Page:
Indonesia lies near the equator which is why

Indonesia lies near the
equator which is why they have an all year round growing season and a tropical
climate with the coastal plains averaging 28°C,
the inland and mountain area 26°C, and the higher mountain
regions 23°C. Rainfall near the equator
is plentiful and well-distributed throughout the year. However, the rainfall
gets seasonal as distance from the equator increases with maximum amounts of
summer and minimal amounts of winter. Frost only occurs at the peak of high
mountains. The area has relatively high humidity levels ranging from 70% to
90%. The Western and Northern parts of Indonesia face most precipitation due to
the northward and westward moving monsoon clouds which are heavier and moister.

 

Economic
Information

The
President of Indonesia is in charge of both the state and the government.
Indonesia holds a mixed economy which combines both private and public
enterprise. The current unemployment rate in Indonesia is 5.5% which has been
significantly reduced from 2016. This shows that Indonesia is becoming more
economically wealthy and productive by opening new businesses. The GDP per
capita in Indonesia is $3974.1 which is 31% of the world’s average. The trade
in the agriculture sector of Indonesia is 15%, the industry sector is 47%, and
the services sector is 37%. Indonesia mainly exports woven clothing and apparel
articles, electrical machinery and rubber to Canada and its key imports from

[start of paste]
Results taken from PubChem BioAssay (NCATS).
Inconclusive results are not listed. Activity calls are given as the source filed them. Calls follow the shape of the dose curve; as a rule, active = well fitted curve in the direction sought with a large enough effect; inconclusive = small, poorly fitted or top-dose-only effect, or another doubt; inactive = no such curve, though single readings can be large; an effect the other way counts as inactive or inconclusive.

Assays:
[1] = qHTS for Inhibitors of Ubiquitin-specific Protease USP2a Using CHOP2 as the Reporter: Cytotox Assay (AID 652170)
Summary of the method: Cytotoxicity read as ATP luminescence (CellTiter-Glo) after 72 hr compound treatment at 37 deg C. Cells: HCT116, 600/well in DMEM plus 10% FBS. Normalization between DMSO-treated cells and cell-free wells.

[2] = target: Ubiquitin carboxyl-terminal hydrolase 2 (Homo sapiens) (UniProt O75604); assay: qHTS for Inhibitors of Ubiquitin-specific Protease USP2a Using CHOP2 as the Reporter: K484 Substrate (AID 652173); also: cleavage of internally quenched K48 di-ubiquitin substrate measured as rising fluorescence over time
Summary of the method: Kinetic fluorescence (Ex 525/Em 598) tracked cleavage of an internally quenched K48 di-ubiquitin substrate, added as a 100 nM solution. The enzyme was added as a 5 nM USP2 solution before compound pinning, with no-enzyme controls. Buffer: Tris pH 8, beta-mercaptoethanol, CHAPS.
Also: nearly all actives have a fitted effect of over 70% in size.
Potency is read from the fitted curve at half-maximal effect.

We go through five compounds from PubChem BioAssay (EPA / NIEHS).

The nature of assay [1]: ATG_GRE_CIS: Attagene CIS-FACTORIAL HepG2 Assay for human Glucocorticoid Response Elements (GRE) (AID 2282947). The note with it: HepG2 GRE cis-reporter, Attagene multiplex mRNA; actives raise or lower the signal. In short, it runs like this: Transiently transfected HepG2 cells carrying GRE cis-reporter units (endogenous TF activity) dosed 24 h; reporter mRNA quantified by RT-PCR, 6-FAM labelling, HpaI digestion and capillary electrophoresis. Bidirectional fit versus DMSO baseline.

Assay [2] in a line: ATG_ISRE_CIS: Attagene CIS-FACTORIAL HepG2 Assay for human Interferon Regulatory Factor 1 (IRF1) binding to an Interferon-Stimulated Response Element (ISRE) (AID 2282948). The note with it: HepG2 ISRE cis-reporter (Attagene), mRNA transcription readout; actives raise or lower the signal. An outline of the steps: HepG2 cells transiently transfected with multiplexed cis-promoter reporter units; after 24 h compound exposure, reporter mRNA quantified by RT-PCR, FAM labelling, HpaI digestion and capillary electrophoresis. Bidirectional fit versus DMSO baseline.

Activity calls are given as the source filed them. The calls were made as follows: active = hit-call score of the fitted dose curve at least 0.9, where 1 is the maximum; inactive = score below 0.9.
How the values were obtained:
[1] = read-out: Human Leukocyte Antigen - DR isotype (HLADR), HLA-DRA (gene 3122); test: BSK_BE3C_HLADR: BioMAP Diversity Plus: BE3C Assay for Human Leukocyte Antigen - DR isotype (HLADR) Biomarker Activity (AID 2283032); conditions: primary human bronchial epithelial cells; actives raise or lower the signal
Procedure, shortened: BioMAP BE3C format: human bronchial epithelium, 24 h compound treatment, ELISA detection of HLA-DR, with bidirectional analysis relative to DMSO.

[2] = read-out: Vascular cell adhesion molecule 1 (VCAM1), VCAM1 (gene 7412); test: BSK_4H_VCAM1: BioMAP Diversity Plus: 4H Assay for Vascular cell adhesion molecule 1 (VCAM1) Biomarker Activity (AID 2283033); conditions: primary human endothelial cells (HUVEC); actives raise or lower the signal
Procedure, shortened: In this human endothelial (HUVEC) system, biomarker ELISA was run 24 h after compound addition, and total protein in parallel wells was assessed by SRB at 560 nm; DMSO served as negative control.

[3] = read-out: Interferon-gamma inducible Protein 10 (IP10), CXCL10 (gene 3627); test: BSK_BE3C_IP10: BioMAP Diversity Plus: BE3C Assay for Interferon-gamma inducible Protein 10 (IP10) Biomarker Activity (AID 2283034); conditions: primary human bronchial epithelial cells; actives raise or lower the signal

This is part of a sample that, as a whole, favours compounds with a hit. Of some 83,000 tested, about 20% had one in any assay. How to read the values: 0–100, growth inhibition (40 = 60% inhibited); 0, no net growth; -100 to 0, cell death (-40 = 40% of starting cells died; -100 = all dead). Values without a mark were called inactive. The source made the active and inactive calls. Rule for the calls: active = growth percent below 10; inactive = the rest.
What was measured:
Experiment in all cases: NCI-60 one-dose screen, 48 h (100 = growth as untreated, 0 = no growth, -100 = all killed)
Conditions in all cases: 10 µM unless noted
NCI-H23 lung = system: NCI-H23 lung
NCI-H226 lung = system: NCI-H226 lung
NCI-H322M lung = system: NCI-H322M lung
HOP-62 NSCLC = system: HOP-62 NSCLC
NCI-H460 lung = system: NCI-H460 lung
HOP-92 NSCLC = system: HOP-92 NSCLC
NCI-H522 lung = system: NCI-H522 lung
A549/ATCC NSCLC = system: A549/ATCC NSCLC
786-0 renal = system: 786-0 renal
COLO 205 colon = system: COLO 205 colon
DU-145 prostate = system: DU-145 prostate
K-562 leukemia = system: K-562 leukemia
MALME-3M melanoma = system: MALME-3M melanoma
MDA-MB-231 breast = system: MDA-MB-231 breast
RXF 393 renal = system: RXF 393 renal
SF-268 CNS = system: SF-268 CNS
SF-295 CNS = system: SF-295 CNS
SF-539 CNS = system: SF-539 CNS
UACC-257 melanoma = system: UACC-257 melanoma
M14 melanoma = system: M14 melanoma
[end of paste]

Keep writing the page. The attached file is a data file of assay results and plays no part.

Canada are cereals, wood pulp, and fertilizer. The trade balance between
Indonesia and Canada is $365.7 which means that Canada exports more than it
imports from Indonesia.

Indonesia Exports to Canada

Indonesia Imports from Canada

Rubber – $96.6M

Wheat  – $466M

Woven Clothing – $ 79.8M

Fertilizers – $311m

Electrical Machinery &
Equipment – $77.1M

Woodpulp – $212M

 

Competitive
Advantage

Indonesia’s competitive
advantage is its access to natural resources specifically in the energy sector.
Indonesia has an absolute advantage because they are able to extract and export
crude oil and petroleum gas more efficiently than competing countries. This
surplus of key natural resources allows Indonesia to export their surplus to the
United States and China, their two key trading partners. Indonesia has been
active in the oil and gas sector for the past 125 years and is known as the
fifth-largest liquefied natural gas exporter1.
Indonesia consists of energy reserves of more than 7 billion barrels of oil and
about 150 trillion cubic feet of gas. Indonesia’s potential petroleum resources
are about 150 billion barrels of oil and nearly 410 trillion cubic feet of gas.
2Getting
these resources out of the ground and shipped to other places provides Canadian
businesses with the opportunity to invest in future infrastructure developments.
Canadian businesses have an opportunity to support the energy sector by
assisting in the development of needed infrastructure projects. Energy demand
and manufacturing activities are creating great investment opportunities in the
building of pipelines which is a reliable form of transportation to distribute
the crude oil and petroleum gas to other countries. Moreover, vehicle ownership
in Indonesia has increased significantly from the past year creating a higher
need of petroleum gas and creating more business opportunities for Canadian
businesses. Furthermore, new gas plants will be desirable if the need for petroleum
continues to increase. Using Canadian experience, expertise and knowledge in
building infrastructure, they can look to invest in Indonesia and provide them
with innovative pipelines and storage, reserves or oil trading hubs to support
the future of Indonesia’s energy sector. This will help Indonesia to slow or
prevent production declines on mature fields of oil and gas. A number of
Canadian businesses currently operate in Indonesia, some of which include